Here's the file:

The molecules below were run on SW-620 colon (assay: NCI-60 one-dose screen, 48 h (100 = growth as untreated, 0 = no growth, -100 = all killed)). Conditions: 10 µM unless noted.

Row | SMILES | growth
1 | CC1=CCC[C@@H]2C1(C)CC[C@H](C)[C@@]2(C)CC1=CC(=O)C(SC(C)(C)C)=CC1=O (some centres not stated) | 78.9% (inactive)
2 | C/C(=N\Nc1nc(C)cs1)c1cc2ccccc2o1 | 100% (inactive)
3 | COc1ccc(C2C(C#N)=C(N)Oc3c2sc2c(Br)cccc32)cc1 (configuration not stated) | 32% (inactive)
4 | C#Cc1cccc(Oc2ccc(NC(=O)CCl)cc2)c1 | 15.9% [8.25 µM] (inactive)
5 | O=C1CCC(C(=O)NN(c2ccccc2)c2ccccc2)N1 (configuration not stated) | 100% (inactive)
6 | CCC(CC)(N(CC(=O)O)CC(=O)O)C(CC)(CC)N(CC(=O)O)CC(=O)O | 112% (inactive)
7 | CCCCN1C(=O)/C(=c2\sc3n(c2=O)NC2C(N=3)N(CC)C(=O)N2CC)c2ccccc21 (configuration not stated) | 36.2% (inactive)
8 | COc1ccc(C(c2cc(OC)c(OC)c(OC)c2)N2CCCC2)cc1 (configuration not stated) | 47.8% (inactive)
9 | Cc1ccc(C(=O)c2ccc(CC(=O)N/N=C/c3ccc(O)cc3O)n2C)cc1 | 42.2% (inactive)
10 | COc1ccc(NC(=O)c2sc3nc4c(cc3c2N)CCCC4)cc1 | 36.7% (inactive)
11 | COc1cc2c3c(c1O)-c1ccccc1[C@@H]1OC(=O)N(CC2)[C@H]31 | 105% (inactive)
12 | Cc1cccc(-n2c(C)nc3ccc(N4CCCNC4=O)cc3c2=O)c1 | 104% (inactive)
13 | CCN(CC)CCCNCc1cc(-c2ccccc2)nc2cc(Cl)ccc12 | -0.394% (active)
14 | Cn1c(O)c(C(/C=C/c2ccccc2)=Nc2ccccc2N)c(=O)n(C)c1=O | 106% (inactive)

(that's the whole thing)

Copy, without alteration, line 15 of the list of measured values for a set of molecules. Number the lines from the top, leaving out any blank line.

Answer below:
13 | CCN(CC)CCCNCc1cc(-c2ccccc2)nc2cc(Cl)ccc12 | -0.394% (active)